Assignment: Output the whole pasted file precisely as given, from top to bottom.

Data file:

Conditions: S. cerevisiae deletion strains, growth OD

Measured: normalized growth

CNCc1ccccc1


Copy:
Conditions: S. cerevisiae deletion strains, growth OD

Measured: normalized growth

CNCc1ccccc1